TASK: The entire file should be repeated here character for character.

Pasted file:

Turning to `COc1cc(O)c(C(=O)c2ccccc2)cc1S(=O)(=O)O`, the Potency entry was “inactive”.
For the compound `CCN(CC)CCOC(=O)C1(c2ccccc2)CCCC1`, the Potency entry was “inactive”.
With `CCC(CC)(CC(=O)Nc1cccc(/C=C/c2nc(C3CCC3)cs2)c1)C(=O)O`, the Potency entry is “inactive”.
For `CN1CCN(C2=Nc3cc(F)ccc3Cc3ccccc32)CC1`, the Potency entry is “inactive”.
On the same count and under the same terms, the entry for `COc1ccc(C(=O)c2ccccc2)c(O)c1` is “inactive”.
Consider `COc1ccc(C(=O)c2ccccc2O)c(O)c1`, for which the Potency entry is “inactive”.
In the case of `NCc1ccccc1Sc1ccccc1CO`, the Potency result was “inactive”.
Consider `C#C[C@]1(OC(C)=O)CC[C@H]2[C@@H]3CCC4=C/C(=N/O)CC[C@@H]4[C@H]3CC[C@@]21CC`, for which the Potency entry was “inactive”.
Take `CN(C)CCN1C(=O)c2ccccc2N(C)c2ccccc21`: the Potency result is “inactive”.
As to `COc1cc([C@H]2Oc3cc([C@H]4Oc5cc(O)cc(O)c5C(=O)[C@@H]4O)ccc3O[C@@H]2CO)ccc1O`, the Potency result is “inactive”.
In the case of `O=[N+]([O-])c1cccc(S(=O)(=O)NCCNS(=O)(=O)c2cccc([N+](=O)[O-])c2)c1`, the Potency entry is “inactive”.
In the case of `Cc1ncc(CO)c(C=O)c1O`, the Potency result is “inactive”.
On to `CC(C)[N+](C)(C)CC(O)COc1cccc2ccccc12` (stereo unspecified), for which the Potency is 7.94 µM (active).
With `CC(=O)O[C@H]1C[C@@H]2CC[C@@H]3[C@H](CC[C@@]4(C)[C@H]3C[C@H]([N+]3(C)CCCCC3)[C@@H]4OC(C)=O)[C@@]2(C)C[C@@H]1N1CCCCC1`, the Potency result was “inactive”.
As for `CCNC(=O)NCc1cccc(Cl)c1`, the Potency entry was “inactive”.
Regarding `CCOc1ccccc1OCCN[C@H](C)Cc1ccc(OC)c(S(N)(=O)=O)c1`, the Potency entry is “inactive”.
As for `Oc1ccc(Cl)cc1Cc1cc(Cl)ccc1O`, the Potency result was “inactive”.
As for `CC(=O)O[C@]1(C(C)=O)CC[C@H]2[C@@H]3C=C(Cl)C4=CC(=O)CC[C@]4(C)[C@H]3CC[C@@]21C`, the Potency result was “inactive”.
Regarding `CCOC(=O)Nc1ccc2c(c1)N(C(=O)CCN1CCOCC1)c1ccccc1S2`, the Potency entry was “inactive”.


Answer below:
Turning to `COc1cc(O)c(C(=O)c2ccccc2)cc1S(=O)(=O)O`, the Potency entry was “inactive”.
For the compound `CCN(CC)CCOC(=O)C1(c2ccccc2)CCCC1`, the Potency entry was “inactive”.
With `CCC(CC)(CC(=O)Nc1cccc(/C=C/c2nc(C3CCC3)cs2)c1)C(=O)O`, the Potency entry is “inactive”.
For `CN1CCN(C2=Nc3cc(F)ccc3Cc3ccccc32)CC1`, the Potency entry is “inactive”.
On the same count and under the same terms, the entry for `COc1ccc(C(=O)c2ccccc2)c(O)c1` is “inactive”.
Consider `COc1ccc(C(=O)c2ccccc2O)c(O)c1`, for which the Potency entry is “inactive”.
In the case of `NCc1ccccc1Sc1ccccc1CO`, the Potency result was “inactive”.
Consider `C#C[C@]1(OC(C)=O)CC[C@H]2[C@@H]3CCC4=C/C(=N/O)CC[C@@H]4[C@H]3CC[C@@]21CC`, for which the Potency entry was “inactive”.
Take `CN(C)CCN1C(=O)c2ccccc2N(C)c2ccccc21`: the Potency result is “inactive”.
As to `COc1cc([C@H]2Oc3cc([C@H]4Oc5cc(O)cc(O)c5C(=O)[C@@H]4O)ccc3O[C@@H]2CO)ccc1O`, the Potency result is “inactive”.
In the case of `O=[N+]([O-])c1cccc(S(=O)(=O)NCCNS(=O)(=O)c2cccc([N+](=O)[O-])c2)c1`, the Potency entry is “inactive”.
In the case of `Cc1ncc(CO)c(C=O)c1O`, the Potency result is “inactive”.
On to `CC(C)[N+](C)(C)CC(O)COc1cccc2ccccc12` (stereo unspecified), for which the Potency is 7.94 µM (active).
With `CC(=O)O[C@H]1C[C@@H]2CC[C@@H]3[C@H](CC[C@@]4(C)[C@H]3C[C@H]([N+]3(C)CCCCC3)[C@@H]4OC(C)=O)[C@@]2(C)C[C@@H]1N1CCCCC1`, the Potency result was “inactive”.
As for `CCNC(=O)NCc1cccc(Cl)c1`, the Potency entry was “inactive”.
Regarding `CCOc1ccccc1OCCN[C@H](C)Cc1ccc(OC)c(S(N)(=O)=O)c1`, the Potency entry is “inactive”.
As for `Oc1ccc(Cl)cc1Cc1cc(Cl)ccc1O`, the Potency result was “inactive”.
As for `CC(=O)O[C@]1(C(C)=O)CC[C@H]2[C@@H]3C=C(Cl)C4=CC(=O)CC[C@]4(C)[C@H]3CC[C@@]21C`, the Potency result was “inactive”.
Regarding `CCOC(=O)Nc1ccc2c(c1)N(C(=O)CCN1CCOCC1)c1ccccc1S2`, the Potency entry was “inactive”.